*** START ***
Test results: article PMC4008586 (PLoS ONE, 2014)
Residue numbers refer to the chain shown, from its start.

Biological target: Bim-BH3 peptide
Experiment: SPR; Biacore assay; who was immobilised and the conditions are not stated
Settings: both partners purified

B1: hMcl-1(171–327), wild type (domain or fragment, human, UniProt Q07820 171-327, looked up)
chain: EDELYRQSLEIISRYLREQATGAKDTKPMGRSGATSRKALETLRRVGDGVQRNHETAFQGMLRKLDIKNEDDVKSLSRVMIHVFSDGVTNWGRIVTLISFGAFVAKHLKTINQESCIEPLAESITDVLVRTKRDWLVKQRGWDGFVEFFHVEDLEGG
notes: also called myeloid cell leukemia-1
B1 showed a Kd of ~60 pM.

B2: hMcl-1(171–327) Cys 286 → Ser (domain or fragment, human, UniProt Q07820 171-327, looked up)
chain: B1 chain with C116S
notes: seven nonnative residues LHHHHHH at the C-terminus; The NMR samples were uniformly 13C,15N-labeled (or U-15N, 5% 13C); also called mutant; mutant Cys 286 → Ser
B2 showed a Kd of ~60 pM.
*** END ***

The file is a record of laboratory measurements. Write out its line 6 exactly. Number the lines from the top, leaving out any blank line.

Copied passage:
B1: hMcl-1(171–327), wild type (domain or fragment, human, UniProt Q07820 171-327, looked up)